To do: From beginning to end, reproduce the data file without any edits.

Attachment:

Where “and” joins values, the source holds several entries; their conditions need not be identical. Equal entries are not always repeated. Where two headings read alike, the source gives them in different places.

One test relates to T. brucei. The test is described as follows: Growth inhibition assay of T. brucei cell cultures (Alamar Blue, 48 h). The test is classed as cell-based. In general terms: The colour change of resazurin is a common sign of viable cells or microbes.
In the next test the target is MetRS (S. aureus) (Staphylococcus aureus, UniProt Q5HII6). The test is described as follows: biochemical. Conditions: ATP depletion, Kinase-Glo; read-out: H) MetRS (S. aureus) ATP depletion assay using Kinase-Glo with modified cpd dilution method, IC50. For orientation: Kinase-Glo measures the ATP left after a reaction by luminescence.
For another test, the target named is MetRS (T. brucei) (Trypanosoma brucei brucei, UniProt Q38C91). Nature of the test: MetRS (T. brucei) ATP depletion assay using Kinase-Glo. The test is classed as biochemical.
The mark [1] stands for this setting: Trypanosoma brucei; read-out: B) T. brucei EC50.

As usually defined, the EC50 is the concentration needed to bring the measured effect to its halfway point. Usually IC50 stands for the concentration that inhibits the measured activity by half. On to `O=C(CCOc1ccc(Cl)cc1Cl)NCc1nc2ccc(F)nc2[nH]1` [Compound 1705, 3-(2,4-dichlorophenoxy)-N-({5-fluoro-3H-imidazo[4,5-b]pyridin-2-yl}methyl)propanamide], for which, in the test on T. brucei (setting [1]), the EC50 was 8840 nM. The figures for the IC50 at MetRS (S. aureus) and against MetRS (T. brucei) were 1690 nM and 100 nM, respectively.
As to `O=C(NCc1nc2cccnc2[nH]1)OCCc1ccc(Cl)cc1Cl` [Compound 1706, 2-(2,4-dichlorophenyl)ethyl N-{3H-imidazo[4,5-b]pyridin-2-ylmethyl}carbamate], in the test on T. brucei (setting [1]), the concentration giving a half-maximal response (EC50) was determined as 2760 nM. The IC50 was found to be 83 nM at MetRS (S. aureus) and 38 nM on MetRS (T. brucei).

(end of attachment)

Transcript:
Where “and” joins values, the source holds several entries; their conditions need not be identical. Equal entries are not always repeated. Where two headings read alike, the source gives them in different places.

One test relates to T. brucei. The test is described as follows: Growth inhibition assay of T. brucei cell cultures (Alamar Blue, 48 h). The test is classed as cell-based. In general terms: The colour change of resazurin is a common sign of viable cells or microbes.
In the next test the target is MetRS (S. aureus) (Staphylococcus aureus, UniProt Q5HII6). The test is described as follows: biochemical. Conditions: ATP depletion, Kinase-Glo; read-out: H) MetRS (S. aureus) ATP depletion assay using Kinase-Glo with modified cpd dilution method, IC50. For orientation: Kinase-Glo measures the ATP left after a reaction by luminescence.
For another test, the target named is MetRS (T. brucei) (Trypanosoma brucei brucei, UniProt Q38C91). Nature of the test: MetRS (T. brucei) ATP depletion assay using Kinase-Glo. The test is classed as biochemical.
The mark [1] stands for this setting: Trypanosoma brucei; read-out: B) T. brucei EC50.

As usually defined, the EC50 is the concentration needed to bring the measured effect to its halfway point. Usually IC50 stands for the concentration that inhibits the measured activity by half. On to `O=C(CCOc1ccc(Cl)cc1Cl)NCc1nc2ccc(F)nc2[nH]1` [Compound 1705, 3-(2,4-dichlorophenoxy)-N-({5-fluoro-3H-imidazo[4,5-b]pyridin-2-yl}methyl)propanamide], for which, in the test on T. brucei (setting [1]), the EC50 was 8840 nM. The figures for the IC50 at MetRS (S. aureus) and against MetRS (T. brucei) were 1690 nM and 100 nM, respectively.
As to `O=C(NCc1nc2cccnc2[nH]1)OCCc1ccc(Cl)cc1Cl` [Compound 1706, 2-(2,4-dichlorophenyl)ethyl N-{3H-imidazo[4,5-b]pyridin-2-ylmethyl}carbamate], in the test on T. brucei (setting [1]), the concentration giving a half-maximal response (EC50) was determined as 2760 nM. The IC50 was found to be 83 nM at MetRS (S. aureus) and 38 nM on MetRS (T. brucei).